Masters champion Adam Scott is hoping he can sweep up the Claret Jug at Muirfield – even if golf’s ruling bodies decide to ban broomhandled putters and belly putters.
The 32-year-old Australian beat Angel Cabrera in a dramatic play-off to become the fourth player using a long putter to land a victory in the last six majors.
He now faces an anxious wait to find out if the R&A and USGA will press ahead with a proposal to ban anchoring, with a decision on that believed to be imminent. “We are all waiting to hear what’s going to happen and I don’t know if this is going to have an impact on any decisions upcoming,” said Scott after becoming the first Australian to win at Augusta National.
His putting has been transformed since he started using a long putter and, with the proposed ban not due to come into effect until the start of 2016, he’ll still be free to use that when The Open is played in East Lothian in July – whatever the decision.
Ernie Els used a belly putter to claim the Claret Jug at Lytham last July – and pipped Scott to the title in the process – a month after Webb Simpson had won the US Open using a similar club. Those successes all came on the back of Keegan Bradley becoming the first player to win a major with a belly putter as he claimed the 2011 USPGA Championship.
“My feeling is that it was inevitable that big tournaments would be won with this equipment,” said Scott. “These are the best players in the world and they practice thousands of hours. They are going to get good with whatever they are using. It’s inevitable.”
Scott held a five-shot lead heading into the back nine at Lytham but missed out on a first major after dropping shots at the final four holes. He’s taken just two more attempts to erase that memory after emerging triumphant at the end of an enthralling final day in Georgia.
In wet conditions, Cabrera, the 2009 champion, held a two-shot lead entering the back nine. Another Aussie, Jason Day, then found himself in the same position with three holes to play before dropping shots at the 16th and 17th.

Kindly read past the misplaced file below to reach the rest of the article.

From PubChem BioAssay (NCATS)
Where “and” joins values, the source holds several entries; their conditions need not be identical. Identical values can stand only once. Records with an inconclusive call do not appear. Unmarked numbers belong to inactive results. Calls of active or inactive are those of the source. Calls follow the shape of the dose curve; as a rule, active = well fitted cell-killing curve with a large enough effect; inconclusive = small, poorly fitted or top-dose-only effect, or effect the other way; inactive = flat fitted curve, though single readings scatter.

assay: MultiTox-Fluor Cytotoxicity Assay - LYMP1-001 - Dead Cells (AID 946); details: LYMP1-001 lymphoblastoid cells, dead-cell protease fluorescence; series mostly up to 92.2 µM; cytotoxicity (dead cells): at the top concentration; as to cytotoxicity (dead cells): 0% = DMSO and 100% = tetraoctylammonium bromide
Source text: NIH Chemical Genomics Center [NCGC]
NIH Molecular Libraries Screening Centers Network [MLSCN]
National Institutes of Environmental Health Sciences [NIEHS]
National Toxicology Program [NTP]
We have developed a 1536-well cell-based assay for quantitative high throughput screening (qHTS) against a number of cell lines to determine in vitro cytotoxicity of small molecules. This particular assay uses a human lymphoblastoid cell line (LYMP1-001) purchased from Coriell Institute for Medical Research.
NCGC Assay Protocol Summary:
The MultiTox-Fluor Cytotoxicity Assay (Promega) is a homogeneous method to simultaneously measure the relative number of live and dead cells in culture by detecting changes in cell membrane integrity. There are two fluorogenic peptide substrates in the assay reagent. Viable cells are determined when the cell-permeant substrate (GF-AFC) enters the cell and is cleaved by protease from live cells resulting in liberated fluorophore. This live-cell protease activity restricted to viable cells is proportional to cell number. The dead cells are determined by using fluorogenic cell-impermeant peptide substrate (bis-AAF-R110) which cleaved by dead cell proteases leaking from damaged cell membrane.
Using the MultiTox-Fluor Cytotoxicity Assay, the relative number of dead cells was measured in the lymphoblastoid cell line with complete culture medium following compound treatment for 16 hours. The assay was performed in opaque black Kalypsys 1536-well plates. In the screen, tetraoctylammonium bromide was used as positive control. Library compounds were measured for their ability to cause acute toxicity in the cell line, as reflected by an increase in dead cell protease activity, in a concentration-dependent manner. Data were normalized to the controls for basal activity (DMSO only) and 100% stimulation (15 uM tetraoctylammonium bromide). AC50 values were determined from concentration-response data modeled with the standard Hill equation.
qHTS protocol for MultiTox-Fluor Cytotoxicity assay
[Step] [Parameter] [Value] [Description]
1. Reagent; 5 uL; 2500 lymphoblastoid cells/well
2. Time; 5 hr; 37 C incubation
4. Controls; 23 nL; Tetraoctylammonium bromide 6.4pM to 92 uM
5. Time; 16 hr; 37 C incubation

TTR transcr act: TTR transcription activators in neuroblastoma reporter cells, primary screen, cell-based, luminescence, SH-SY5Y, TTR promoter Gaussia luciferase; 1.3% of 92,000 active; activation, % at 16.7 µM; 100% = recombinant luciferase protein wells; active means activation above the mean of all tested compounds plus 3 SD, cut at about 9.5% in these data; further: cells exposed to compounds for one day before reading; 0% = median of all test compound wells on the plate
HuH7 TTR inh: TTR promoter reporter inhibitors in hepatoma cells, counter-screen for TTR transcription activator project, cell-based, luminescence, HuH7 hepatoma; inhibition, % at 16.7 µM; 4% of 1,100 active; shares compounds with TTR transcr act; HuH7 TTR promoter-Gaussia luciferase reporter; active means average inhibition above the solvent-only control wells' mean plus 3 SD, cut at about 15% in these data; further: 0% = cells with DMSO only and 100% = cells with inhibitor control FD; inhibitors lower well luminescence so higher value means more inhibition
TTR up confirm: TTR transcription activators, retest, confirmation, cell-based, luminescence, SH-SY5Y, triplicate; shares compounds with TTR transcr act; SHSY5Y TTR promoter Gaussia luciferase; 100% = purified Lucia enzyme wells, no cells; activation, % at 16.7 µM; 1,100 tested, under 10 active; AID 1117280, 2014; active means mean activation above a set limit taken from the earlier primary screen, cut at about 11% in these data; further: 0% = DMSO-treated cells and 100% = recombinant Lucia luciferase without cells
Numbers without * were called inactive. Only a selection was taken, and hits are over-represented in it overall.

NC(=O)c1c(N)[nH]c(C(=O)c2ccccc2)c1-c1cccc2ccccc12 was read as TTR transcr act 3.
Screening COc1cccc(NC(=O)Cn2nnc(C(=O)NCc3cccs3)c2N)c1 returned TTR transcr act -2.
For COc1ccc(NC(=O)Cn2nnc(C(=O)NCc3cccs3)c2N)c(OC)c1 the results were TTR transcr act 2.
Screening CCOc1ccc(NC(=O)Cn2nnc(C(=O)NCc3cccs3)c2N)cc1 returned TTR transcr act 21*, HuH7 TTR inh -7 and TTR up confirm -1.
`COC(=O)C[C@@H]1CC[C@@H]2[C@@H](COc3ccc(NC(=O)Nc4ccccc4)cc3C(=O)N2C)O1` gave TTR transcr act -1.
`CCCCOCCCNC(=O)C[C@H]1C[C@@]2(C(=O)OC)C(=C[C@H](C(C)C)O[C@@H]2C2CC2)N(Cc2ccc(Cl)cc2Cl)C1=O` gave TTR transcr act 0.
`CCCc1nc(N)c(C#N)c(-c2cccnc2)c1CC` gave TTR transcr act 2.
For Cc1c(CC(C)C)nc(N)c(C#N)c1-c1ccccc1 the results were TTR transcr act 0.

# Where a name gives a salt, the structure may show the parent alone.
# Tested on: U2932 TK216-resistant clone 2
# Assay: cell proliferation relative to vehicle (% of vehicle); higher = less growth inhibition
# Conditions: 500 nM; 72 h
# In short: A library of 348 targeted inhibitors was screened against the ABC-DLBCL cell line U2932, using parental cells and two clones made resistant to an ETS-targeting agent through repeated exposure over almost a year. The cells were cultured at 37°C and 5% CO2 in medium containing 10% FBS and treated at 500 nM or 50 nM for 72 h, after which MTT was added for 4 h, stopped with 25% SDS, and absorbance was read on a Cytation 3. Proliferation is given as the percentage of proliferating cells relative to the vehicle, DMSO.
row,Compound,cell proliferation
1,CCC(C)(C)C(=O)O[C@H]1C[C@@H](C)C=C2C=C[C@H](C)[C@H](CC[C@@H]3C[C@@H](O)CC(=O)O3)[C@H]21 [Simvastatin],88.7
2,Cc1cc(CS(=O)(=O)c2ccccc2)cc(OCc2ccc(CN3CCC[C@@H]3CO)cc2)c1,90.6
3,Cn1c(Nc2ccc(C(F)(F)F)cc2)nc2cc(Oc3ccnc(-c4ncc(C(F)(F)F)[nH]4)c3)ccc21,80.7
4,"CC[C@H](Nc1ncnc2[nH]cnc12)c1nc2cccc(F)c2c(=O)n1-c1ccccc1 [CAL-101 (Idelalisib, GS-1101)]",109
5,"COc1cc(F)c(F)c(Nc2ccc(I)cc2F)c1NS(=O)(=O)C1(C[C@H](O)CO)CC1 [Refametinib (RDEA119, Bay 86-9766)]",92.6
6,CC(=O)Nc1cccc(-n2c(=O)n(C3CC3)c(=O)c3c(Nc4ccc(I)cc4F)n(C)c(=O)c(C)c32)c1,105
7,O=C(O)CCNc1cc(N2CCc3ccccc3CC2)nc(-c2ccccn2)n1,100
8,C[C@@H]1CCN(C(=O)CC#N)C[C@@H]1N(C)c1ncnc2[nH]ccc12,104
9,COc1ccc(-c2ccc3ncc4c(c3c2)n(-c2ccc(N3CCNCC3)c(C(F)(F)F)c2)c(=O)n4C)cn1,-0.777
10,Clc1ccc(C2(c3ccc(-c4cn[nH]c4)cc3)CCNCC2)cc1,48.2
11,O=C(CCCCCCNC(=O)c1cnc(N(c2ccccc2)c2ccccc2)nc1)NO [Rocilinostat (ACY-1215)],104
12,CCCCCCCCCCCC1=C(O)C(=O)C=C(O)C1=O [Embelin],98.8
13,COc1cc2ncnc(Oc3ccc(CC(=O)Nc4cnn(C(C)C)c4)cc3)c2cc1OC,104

Playing the last, Scott and Cabrera, President’s Cup team-mates in the past, were locked together on eight-under. Scott thought he’d won it when he rolled in a 25-foot birdie putt across the green. But Cabrera, playing in the last group, forced a play-off by hitting his second to three feet.
The 43-year-old Argentinian almost claimed a second Green Jacket and third major in total when his chip at the first play-off hole shaved the cup.
He did the same with a birdie putt at the next before Scott rolled in a 12-footer to become the first player from Down Under to win the event.
“What an incredible day,” said the champion. “Everything fell my way in the end, I guess, and you just never know.
“I just kept plugging away. I didn’t know if it was going to happen through nine. But a good back nine here solves a lot and gives you a chance. I’m just so proud of myself and everyone around me who has helped me.”
A big help on his winning putt was caddie Steve Williams, who was also at Tiger Woods’ side as a winner here and knows the course like the back of his hand.
“I could hardly see the tenth green in the darkness,” admitted Scott. “I was struggling to read the putt so I gave Steve the call over.
“I don’t get him to read too many putts because I felt like I was reading them good. But I said, ‘do you think it’s just more than a cup? “He said, ‘it’s at least two cups, it’s going to break more than you think’.
“I said, ‘I’m good with that’. He was my eyes on that putt. I started on line and managed to hang in and go in the left half.
“He’s seen a lot of putts at this golf course; somewhere he might have been able to recall that one – it was unbelievable read.”
By far the biggest help in Scott’s career has been Greg Norman, who had a great chance to win a Green Jacket in 1996 but squandered a six-shot lead on the final day.
“He inspired a nation of golfers, anyone near to my age, older and younger,” he said of his compatriot and mentor. “He was the best player in the world and he was an icon in Australia. Everything about the way he handled himself was incredible to have as a role model.
“Just that was enough, but he’s devoted so much time to myself and other young Australian players who came after him. He’s been incredibly generous. Most of us would feel that he could have slipped a green jacket on, for sure, and part of this is for him because he’s given me so much time and inspiration and belief.
“I drew on that a lot today. I managed to stay in each shot when I needed to.”
Scott (69) and Cabrera (70) finished on nine-under, two ahead of Day (70), with Tiger Woods also closing with a two-under effort to share fourth with Marc Leishman (72).
Paul Lawrie (71) was top Scot in a tie for 38th while Sandy Lyle, 25 years after becoming the first British winner, closed with the same score to finish joint 54th.